Infrastructure is a large consumer of tax revenue each year. This is especially true for cities like Portland, Oregon, where millions of pounds of vehicles will rumble over the asphalt each year. These road damages, and the repairs that are subsequently required, cost a lot of money, maybe even more money than state and municipal governments have to spend on them. At least, that’s the story according to the Portland Bureau of Transportation (PBOT).
In response, it’s crafted a plan that would charge fees to various entities in neighborhoods around Portland who use the roads, especially for commercial purposes, and then use those fees to help offset the costs of road repair and improvement projects. The general logic makes some sense as long as the numbers add up. In an effort to make sure that they did add up, Southeast Uplight (SEUL), a group representing numerous neighborhood associations in Portland, submitted a public records request.
The request was fulfilled, but what they received was far from satisfactory, according to association president Robert McCullough. He says that, after some delay, PBOT got back to him with three small spreadsheets. According to McCullough, “it is impossible to use these materials to calculate the values in the Portland Commercial Fee Table.” The table he’s referring to, presumably, is the one that specifies how much businesses are required to pay in order to accommodate their share of the proposed fee.
According to McCullough, SEUL has concerns about the amount that the government organization is asking of local business owners, and it’s afraid that some small businesses may be misclassified under PBOT’s definitions, causing them to owe more than their fair share. The main users of local roads, and the most damaging, are large commercial cargo delivery trucks, which many small businesses will never interact with. For this reason, some SEUL members are concerned that they will end up getting charged for a portion of the damage done to roadways by these large commercial vehicles.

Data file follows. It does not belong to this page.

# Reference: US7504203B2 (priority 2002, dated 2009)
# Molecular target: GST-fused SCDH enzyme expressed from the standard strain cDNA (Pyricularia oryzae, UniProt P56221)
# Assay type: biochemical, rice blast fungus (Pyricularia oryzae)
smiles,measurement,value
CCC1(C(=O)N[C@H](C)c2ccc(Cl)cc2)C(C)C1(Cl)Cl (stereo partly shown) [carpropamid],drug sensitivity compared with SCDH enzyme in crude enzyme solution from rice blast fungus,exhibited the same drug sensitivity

When McCullough brought the concerns to PBOT, he was told that the organization had done its best to choose relevant spreadsheets to comply with the records request (implying perhaps that not all available information had been provided). The implied evasiveness, along with PBOT’s subsequent suggestion that SEUL file a lawsuit if they thought their request hadn’t been properly responded to, leaves more than a little room for doubt.
For many residents and business owners, the lack of transparency points to the potential for abuse. Indeed, the plan has been fast tracked with a vote on the proposed law change in early to mid-January. McCullough and his group will certainly voice concerns and be watching the progress of the bill closely.
As for the bill itself, PBOT expects to raise roughly $40 million per year from the fees. Even the total amount projected has come under fire as potentially unnecessary, as the cost of repairing roads has fallen greatly since the inception of the bill (as evidenced by recent gas and petroleum product costs).